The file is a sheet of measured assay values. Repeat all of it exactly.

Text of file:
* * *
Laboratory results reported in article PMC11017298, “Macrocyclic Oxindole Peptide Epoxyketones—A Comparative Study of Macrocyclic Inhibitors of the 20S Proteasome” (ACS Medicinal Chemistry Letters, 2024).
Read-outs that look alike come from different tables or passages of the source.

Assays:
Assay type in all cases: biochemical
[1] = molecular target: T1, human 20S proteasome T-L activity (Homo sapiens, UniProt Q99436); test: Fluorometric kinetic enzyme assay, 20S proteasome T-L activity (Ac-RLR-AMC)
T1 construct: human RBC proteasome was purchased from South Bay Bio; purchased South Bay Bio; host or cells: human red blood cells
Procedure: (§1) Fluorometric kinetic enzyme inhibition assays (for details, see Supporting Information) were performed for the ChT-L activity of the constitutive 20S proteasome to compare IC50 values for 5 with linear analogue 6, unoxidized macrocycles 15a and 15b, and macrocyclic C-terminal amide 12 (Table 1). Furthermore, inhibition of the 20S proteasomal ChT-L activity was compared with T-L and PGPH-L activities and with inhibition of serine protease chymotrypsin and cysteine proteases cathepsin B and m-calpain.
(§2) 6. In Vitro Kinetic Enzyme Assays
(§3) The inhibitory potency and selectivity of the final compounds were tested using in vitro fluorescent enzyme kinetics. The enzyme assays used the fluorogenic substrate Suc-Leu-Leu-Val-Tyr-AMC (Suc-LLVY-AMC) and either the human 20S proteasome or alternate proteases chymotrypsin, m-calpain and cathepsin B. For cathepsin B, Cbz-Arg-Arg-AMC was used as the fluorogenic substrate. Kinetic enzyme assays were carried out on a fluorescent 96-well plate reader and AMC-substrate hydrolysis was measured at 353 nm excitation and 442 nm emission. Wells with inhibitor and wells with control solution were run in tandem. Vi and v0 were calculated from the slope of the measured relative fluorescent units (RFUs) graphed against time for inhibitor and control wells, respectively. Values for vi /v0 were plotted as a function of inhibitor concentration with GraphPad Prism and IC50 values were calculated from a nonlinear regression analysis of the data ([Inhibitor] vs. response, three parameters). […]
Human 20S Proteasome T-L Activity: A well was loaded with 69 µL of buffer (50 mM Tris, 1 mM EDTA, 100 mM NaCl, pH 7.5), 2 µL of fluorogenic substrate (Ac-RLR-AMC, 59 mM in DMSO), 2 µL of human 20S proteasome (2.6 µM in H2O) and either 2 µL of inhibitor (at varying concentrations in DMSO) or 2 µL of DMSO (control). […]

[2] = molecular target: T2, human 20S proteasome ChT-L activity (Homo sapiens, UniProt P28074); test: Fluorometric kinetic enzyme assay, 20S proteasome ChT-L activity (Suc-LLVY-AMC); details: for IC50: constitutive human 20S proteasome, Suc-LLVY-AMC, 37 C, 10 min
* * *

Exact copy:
Laboratory results reported in article PMC11017298, “Macrocyclic Oxindole Peptide Epoxyketones—A Comparative Study of Macrocyclic Inhibitors of the 20S Proteasome” (ACS Medicinal Chemistry Letters, 2024).
Read-outs that look alike come from different tables or passages of the source.

Assays:
Assay type in all cases: biochemical
[1] = molecular target: T1, human 20S proteasome T-L activity (Homo sapiens, UniProt Q99436); test: Fluorometric kinetic enzyme assay, 20S proteasome T-L activity (Ac-RLR-AMC)
T1 construct: human RBC proteasome was purchased from South Bay Bio; purchased South Bay Bio; host or cells: human red blood cells
Procedure: (§1) Fluorometric kinetic enzyme inhibition assays (for details, see Supporting Information) were performed for the ChT-L activity of the constitutive 20S proteasome to compare IC50 values for 5 with linear analogue 6, unoxidized macrocycles 15a and 15b, and macrocyclic C-terminal amide 12 (Table 1). Furthermore, inhibition of the 20S proteasomal ChT-L activity was compared with T-L and PGPH-L activities and with inhibition of serine protease chymotrypsin and cysteine proteases cathepsin B and m-calpain.
(§2) 6. In Vitro Kinetic Enzyme Assays
(§3) The inhibitory potency and selectivity of the final compounds were tested using in vitro fluorescent enzyme kinetics. The enzyme assays used the fluorogenic substrate Suc-Leu-Leu-Val-Tyr-AMC (Suc-LLVY-AMC) and either the human 20S proteasome or alternate proteases chymotrypsin, m-calpain and cathepsin B. For cathepsin B, Cbz-Arg-Arg-AMC was used as the fluorogenic substrate. Kinetic enzyme assays were carried out on a fluorescent 96-well plate reader and AMC-substrate hydrolysis was measured at 353 nm excitation and 442 nm emission. Wells with inhibitor and wells with control solution were run in tandem. Vi and v0 were calculated from the slope of the measured relative fluorescent units (RFUs) graphed against time for inhibitor and control wells, respectively. Values for vi /v0 were plotted as a function of inhibitor concentration with GraphPad Prism and IC50 values were calculated from a nonlinear regression analysis of the data ([Inhibitor] vs. response, three parameters). […]
Human 20S Proteasome T-L Activity: A well was loaded with 69 µL of buffer (50 mM Tris, 1 mM EDTA, 100 mM NaCl, pH 7.5), 2 µL of fluorogenic substrate (Ac-RLR-AMC, 59 mM in DMSO), 2 µL of human 20S proteasome (2.6 µM in H2O) and either 2 µL of inhibitor (at varying concentrations in DMSO) or 2 µL of DMSO (control). […]

[2] = molecular target: T2, human 20S proteasome ChT-L activity (Homo sapiens, UniProt P28074); test: Fluorometric kinetic enzyme assay, 20S proteasome ChT-L activity (Suc-LLVY-AMC); details: for IC50: constitutive human 20S proteasome, Suc-LLVY-AMC, 37 C, 10 min